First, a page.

Dehydrated skin is thirsty skin. While its symptoms overlap with that of dry skin – which usually feels tight, itchy and irritated – dehydrated skin is sensitive, flaky and has dull skin tone. The solution: skin care products – and diet and lifestyle – that boost the skin’s hydration level or promotes its ability to bind with more water.
Dehydrated vs. Dry Skin
Anyone can get dehydrated skin, even those who have dry skin type. This is because dehydrated skin can be caused by diet, lifestyle, incorrect use of skin care products, and environmental factors. This means that you can have skin that naturally lacks oil as well as water, even as dehydrated skin can feel oily and tight.
Unlike dry skin which is a skin type defined by lack of sebum or oil, dehydrated skin is a condition caused by lack of moisture. Generally, dry skin has small pores because the hair follicles are not dilated since there is very little sebum coming out. In contrast, under the magnifying glass, dehydrated skin has tiny triangular fine lines, a phenomenon similar to soil cracks when drought occurs. This means that fine lines on forehead are not necessarily signs of dehydrated skin.
To check for truly dehydrated skin, do a pinch test: When the skin on the back of your hands is pinched, it remains in that shape for a few seconds before dropping back slowly, unlike a well-hydrated skin which snaps back right away.
How Does Dehydrated Skin Look Like?
The topmost layer of the skin, stratum corneum, is made of keratinocytes. They create an insoluble barrier to keep water locked in and moisture-stripping irritants locked out. When the skin is dehydrated its normal functioning starts to breakdown, further leading to moisture loss. As a result, external irritants can easily get into the epidermis, causing itching and increased sensitivity. Lack of moisture also prevents the normal turnover of skin cells, leaving your skin looking dull and flaky.
Dehydrated skin can look similar to dry skin, but when taken altogether the signs of dehydrated skin are different, such as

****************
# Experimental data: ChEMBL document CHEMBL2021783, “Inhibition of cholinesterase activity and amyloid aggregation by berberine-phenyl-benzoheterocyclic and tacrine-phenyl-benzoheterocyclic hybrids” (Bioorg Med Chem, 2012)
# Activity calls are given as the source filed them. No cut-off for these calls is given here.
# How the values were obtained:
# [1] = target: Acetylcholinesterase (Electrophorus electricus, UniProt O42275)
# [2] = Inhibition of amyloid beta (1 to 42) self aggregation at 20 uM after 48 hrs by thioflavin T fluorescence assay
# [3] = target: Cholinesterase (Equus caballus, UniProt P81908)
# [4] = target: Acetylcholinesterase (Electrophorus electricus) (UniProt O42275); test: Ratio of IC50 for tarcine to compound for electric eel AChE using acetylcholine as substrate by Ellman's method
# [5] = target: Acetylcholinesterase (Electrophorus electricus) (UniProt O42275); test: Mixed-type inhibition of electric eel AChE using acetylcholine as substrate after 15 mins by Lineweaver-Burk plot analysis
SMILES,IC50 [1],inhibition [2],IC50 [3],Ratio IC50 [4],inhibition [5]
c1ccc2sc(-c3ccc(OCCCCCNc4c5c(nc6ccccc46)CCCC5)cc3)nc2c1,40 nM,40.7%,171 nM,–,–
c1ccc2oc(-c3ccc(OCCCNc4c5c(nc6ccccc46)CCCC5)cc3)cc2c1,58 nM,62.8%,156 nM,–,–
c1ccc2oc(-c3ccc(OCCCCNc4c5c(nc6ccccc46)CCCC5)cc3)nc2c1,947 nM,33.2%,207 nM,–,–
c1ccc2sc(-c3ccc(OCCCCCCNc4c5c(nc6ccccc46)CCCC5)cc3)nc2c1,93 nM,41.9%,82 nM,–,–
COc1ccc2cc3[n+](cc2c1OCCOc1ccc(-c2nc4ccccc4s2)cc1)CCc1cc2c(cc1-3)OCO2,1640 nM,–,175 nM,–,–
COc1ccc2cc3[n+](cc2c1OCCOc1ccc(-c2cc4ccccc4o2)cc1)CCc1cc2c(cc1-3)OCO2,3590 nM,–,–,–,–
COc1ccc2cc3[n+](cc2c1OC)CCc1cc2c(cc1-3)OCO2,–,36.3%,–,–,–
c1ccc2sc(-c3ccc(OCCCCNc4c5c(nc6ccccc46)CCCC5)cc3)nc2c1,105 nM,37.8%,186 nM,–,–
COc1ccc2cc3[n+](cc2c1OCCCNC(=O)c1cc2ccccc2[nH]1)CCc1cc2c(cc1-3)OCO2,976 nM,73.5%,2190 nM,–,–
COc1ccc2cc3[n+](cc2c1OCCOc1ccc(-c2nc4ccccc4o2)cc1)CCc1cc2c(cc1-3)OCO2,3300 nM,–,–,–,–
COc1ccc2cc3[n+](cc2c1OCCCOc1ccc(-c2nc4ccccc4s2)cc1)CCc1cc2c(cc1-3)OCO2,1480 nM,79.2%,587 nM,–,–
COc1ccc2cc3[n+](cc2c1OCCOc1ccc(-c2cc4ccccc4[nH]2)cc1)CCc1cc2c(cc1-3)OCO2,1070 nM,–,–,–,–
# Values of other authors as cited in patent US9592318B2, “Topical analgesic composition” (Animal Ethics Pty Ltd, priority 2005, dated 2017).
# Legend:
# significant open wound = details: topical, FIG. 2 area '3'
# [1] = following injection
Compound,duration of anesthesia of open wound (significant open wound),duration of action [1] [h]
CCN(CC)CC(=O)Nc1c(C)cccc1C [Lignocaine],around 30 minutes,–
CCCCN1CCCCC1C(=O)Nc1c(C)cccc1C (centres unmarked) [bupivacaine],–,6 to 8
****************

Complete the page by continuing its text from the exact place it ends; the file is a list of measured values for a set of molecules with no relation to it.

May experience breakouts
Can be oily and dry at the same time
What to Do with ‘Thirsty’ Skin
Because dehydrated skin is thirsty, your skin care routine should focus on restoring moisture instead of oil. When using cleansers, avoid soap-based varieties, as they tend to rob the skin of moisture. Instead, use products that boost skin hydration levels, such as the Dermal Balancing Cleanser from Dr Sylvia Skin Care, which contains aloe vera extracts that supply moisture directly to the tissues.
Moisturize using ingredients that have water-binding benefits such as Dr Sylvia’s Advanced B5 Hydration with Resveratrol known for its cell-renewing and moisturizing properties that leave the skin supple and smooth. If you have acne-prone or oily skin, consider using Dr Sylvia’s Botanical Hydration Gel, which not only provides ample hydration but also encourages normal sebum production to minimise enlarged pores.
Dehydrated skin is also prone to wrinkling, which is perhaps why many users put on just any wrinkle reduction serum they could find, sometimes aggravating a skin problem that is simply caused by lack of water. As skin can be dehydrated by incorrect use of skin care products, make sure your anti aging serum contains ingredients that boost skin hydration or your skin’s ability to hold on to moisture.
Vitamin B, in particular B3 and B5, has a well-documented effect on the skin’s hydration levels. Vitamin C, B and E Serum from Dr Sylvia Skin Care contains vitamins B3 and B5 to help combat dehydration as well as wrinkles and hyperpigmentation.
Developed by a Harvard-trained skin care specialist, Dr Sylvia Skin Care is scientifically formulated to match skin types and treat various skin conditions. If you have skin concerns that you think Dr Sylvia Skin Care can treat, read our blog posts on treatment for enlarged pores, uneven skin texture, and dull skin tone.